To make this bucket mouse trap, flatten one side of the roll, then secure it to the edge of the bathroom or kitchen counter with tape; make sure some extends off the counter ledge and over the garbage can.
Place a smear of peanut butter or some other bait at the end of the roll. The rat goes to the bait, and the cardboard roll dumps them into the bucket or garbage bin for release at your discretion.
My Homemade Rat Traps with Plastic Bottles
Save a plastic bottle and put it to use as a rat trap. Old bottles turn into an excellent DIY rat trap. These simple traps are surprisingly effective and are suitable for use all over the house.
Use scissors to cut the neck off the bottle and dispose of it. Cut another 2-inch section off the bottle. The smaller section is the entrance; cut several 1-inch triangle slices starting at the original neck opening and fold them to make a spiky deterrent.
Place the smaller section into the larger section of the plastic bottle, spiky side down. Tape the two bottles along the lip, and you have a ready-made rat trap to help with your rat infestation. Drop a tablespoon of your preferred rat bait inside, and leave the trap in a high-traffic space.
My Cardboard Fall Trap for Rats
The easiest way to catch a rat is with a “set it and forget it” cardboard fall trap. This trap is ideal for the garage, basement, or any place you notice a rise in rodent activity. Gather your materials, and let’s solve that rat problem.
Cut the cardboard to fit the inside lip of the bucket. Make sure there’s an extra tab, and tape it to the side of the bucket. The cardboard acts as a flap that dumps the rat into the bucket. Fashion a strip of cardboard to create an access ramp and tape it to the side of the bucket.
Place a tablespoon of fruit cuttings or peanut butter in the center of the cardboard flap. The bait draws the rodents up the ramp and onto the cardboard flap. When the rat comes for the bait, the cardboard flap falls out from underneath, dumping them into the bucket.
Some people recommend filling the bucket with water, but that’s unnecessary; there’s no need to make an animal suffer. Set the trap and return every 24 hours to empty it.
I Deter Rats with Eucalyptus
Several independent studies have proven the efficacy of eucalyptus as a rat repellent. This potent essential oil works best when diluted to a 5% concentration and applied as a spray to entrances, pantry spaces, and attic areas.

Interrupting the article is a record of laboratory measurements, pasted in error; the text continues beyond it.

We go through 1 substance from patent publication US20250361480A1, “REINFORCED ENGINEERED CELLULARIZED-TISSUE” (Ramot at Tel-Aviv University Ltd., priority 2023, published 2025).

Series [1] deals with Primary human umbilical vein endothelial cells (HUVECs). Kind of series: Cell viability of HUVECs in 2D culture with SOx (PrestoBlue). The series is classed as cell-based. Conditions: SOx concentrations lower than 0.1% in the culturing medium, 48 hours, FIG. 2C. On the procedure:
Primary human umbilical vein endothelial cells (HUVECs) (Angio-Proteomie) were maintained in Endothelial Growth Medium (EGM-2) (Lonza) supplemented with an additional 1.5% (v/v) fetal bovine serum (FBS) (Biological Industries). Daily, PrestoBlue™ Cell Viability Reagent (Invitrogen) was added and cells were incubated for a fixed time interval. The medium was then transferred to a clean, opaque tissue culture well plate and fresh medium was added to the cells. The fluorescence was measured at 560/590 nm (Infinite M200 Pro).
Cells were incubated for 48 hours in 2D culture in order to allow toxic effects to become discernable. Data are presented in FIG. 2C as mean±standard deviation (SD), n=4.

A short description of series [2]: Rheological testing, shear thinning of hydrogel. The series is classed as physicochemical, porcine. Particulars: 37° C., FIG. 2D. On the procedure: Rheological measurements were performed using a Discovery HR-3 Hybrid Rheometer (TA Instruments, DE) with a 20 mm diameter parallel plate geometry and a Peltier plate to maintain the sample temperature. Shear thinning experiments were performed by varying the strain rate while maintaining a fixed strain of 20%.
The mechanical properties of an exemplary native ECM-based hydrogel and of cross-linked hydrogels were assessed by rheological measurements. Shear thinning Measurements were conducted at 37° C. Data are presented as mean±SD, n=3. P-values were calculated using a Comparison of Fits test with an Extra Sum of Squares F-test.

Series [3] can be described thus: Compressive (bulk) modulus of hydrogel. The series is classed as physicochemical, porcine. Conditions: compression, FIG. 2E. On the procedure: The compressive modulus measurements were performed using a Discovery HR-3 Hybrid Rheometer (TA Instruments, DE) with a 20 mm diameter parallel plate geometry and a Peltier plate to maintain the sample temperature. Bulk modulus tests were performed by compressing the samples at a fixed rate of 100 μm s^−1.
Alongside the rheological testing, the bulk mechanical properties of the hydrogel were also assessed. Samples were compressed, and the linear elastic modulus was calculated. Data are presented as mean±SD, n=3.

Repel roof rats and brown rats alike with eucalyptus-soaked cotton balls or a daily spritz during peak rodent migratory seasons like fall and spring.
How I Make a Paint Can Trap
Most people have a few empty paint cans in the garage or basement. Put those paint cans to use with this DIY rat trap. Replace an old snap trap for tight spaces and dark corners, and incorporate our paint can trap into your pest control routine. This easy-to-make, humane rat trap has no chemicals or dangerous rat poison.
Coat the inside of the can with oil to prevent escape. Place your trap in an inconspicuous area and place a small piece of wood or something similar to act as a ramp for the rodents. Once you’ve chosen your spot, pop a paper towel on the top of the paint can opening and lay the bait. Check your trap every 24 hours, and replenish the bait as required.
My Galvanized Catch and Release Trap
Sometimes the most effective rat trap is one designed by a professional. A galvanized catch-and-release trap isn’t homemade, but this sturdy gadget might be the solution you didn’t know you needed.
A one-door animal trap allows you to catch and release back into the wild without fuss. Some manufacturers also make no-see traps if you prefer a more discreet approach to pest control.
How I Make Rat Repellent
Rats and mice are uncomplicated mammals; they respond to unfavorable smells and prefer not to engage with scents they perceive as threatening or dangerous. Certain plants produce unwelcoming smells and repel rats when used around the home.
Mix two cups of water with 20 drops of mint essential oil to make this natural repellent for rats and mice. Spray the repellent around entrances, garbage, and other suspicious areas, and reapply weekly. Store your leftover repellent in a labeled spray bottle. Watch out for pets and children who are sensitive to heavily-scented oils.
We hope you learned from our selection of homemade rat traps and deterrent ideas. Rats are attracted to easy, reliable food resources. Keep your spaces clean, and seal all food, especially pet food, cereal, and grains. Keep your yard tidy and free from debris and fallen bird seed, and fill any entrance crevices as soon as possible.
Plant bushes of mint, daffodils, or lavender as a natural signal that pests aren’t welcome. When getting rid of rats in your yard, set traps at the first sign of rodent activity, and dispose of any dead rat you find while wearing gloves. If rats still appear in numbers, contact a pest control expert; DIY rat control remedies only go so far against a massive infestation.
If you liked these helpful hints for homemade rat traps, share this pest control information with friends on Pinterest or Facebook who need rodent control solutions.